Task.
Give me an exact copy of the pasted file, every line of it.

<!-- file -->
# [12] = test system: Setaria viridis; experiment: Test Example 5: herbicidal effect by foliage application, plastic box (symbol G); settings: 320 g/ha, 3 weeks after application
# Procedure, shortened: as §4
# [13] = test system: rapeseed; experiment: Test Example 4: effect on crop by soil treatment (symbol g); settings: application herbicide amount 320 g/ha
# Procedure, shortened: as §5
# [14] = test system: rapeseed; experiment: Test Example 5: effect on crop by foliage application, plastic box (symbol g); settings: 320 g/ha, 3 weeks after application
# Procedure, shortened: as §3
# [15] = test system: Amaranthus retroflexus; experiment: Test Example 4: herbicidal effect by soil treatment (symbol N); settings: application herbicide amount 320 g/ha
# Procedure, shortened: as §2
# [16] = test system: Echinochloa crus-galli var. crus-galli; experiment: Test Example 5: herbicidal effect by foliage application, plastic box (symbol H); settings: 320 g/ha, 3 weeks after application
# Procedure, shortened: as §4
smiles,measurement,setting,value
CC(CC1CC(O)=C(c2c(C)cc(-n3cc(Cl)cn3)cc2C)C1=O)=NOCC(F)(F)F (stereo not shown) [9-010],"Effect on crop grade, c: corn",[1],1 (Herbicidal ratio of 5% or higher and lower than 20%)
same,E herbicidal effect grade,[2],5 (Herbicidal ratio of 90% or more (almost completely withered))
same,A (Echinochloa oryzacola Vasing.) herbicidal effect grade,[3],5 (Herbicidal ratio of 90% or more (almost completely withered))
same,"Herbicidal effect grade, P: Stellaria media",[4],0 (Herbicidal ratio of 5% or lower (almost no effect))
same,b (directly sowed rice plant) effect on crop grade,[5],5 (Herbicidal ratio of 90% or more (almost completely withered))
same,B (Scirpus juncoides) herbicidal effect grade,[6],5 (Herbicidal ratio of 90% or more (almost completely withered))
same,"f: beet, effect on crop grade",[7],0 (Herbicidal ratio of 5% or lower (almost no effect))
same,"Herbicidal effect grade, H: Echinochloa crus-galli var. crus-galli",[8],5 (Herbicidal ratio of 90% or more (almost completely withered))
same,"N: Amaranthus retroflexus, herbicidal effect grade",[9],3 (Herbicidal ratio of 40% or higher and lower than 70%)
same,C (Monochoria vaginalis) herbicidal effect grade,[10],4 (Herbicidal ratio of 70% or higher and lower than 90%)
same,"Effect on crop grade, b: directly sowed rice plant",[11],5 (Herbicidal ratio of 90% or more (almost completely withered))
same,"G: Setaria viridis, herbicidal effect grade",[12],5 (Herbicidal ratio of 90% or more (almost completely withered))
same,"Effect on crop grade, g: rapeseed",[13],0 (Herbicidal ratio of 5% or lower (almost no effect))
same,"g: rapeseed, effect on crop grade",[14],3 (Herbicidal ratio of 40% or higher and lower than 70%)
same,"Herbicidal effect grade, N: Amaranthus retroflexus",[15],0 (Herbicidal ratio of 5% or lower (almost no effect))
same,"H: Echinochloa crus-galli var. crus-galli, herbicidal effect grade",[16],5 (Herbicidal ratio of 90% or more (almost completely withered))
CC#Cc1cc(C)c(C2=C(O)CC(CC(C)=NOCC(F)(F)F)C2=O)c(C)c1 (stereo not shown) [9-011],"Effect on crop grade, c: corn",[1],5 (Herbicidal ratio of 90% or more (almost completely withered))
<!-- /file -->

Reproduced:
# [12] = test system: Setaria viridis; experiment: Test Example 5: herbicidal effect by foliage application, plastic box (symbol G); settings: 320 g/ha, 3 weeks after application
# Procedure, shortened: as §4
# [13] = test system: rapeseed; experiment: Test Example 4: effect on crop by soil treatment (symbol g); settings: application herbicide amount 320 g/ha
# Procedure, shortened: as §5
# [14] = test system: rapeseed; experiment: Test Example 5: effect on crop by foliage application, plastic box (symbol g); settings: 320 g/ha, 3 weeks after application
# Procedure, shortened: as §3
# [15] = test system: Amaranthus retroflexus; experiment: Test Example 4: herbicidal effect by soil treatment (symbol N); settings: application herbicide amount 320 g/ha
# Procedure, shortened: as §2
# [16] = test system: Echinochloa crus-galli var. crus-galli; experiment: Test Example 5: herbicidal effect by foliage application, plastic box (symbol H); settings: 320 g/ha, 3 weeks after application
# Procedure, shortened: as §4
smiles,measurement,setting,value
CC(CC1CC(O)=C(c2c(C)cc(-n3cc(Cl)cn3)cc2C)C1=O)=NOCC(F)(F)F (stereo not shown) [9-010],"Effect on crop grade, c: corn",[1],1 (Herbicidal ratio of 5% or higher and lower than 20%)
same,E herbicidal effect grade,[2],5 (Herbicidal ratio of 90% or more (almost completely withered))
same,A (Echinochloa oryzacola Vasing.) herbicidal effect grade,[3],5 (Herbicidal ratio of 90% or more (almost completely withered))
same,"Herbicidal effect grade, P: Stellaria media",[4],0 (Herbicidal ratio of 5% or lower (almost no effect))
same,b (directly sowed rice plant) effect on crop grade,[5],5 (Herbicidal ratio of 90% or more (almost completely withered))
same,B (Scirpus juncoides) herbicidal effect grade,[6],5 (Herbicidal ratio of 90% or more (almost completely withered))
same,"f: beet, effect on crop grade",[7],0 (Herbicidal ratio of 5% or lower (almost no effect))
same,"Herbicidal effect grade, H: Echinochloa crus-galli var. crus-galli",[8],5 (Herbicidal ratio of 90% or more (almost completely withered))
same,"N: Amaranthus retroflexus, herbicidal effect grade",[9],3 (Herbicidal ratio of 40% or higher and lower than 70%)
same,C (Monochoria vaginalis) herbicidal effect grade,[10],4 (Herbicidal ratio of 70% or higher and lower than 90%)
same,"Effect on crop grade, b: directly sowed rice plant",[11],5 (Herbicidal ratio of 90% or more (almost completely withered))
same,"G: Setaria viridis, herbicidal effect grade",[12],5 (Herbicidal ratio of 90% or more (almost completely withered))
same,"Effect on crop grade, g: rapeseed",[13],0 (Herbicidal ratio of 5% or lower (almost no effect))
same,"g: rapeseed, effect on crop grade",[14],3 (Herbicidal ratio of 40% or higher and lower than 70%)
same,"Herbicidal effect grade, N: Amaranthus retroflexus",[15],0 (Herbicidal ratio of 5% or lower (almost no effect))
same,"H: Echinochloa crus-galli var. crus-galli, herbicidal effect grade",[16],5 (Herbicidal ratio of 90% or more (almost completely withered))
CC#Cc1cc(C)c(C2=C(O)CC(CC(C)=NOCC(F)(F)F)C2=O)c(C)c1 (stereo not shown) [9-011],"Effect on crop grade, c: corn",[1],5 (Herbicidal ratio of 90% or more (almost completely withered))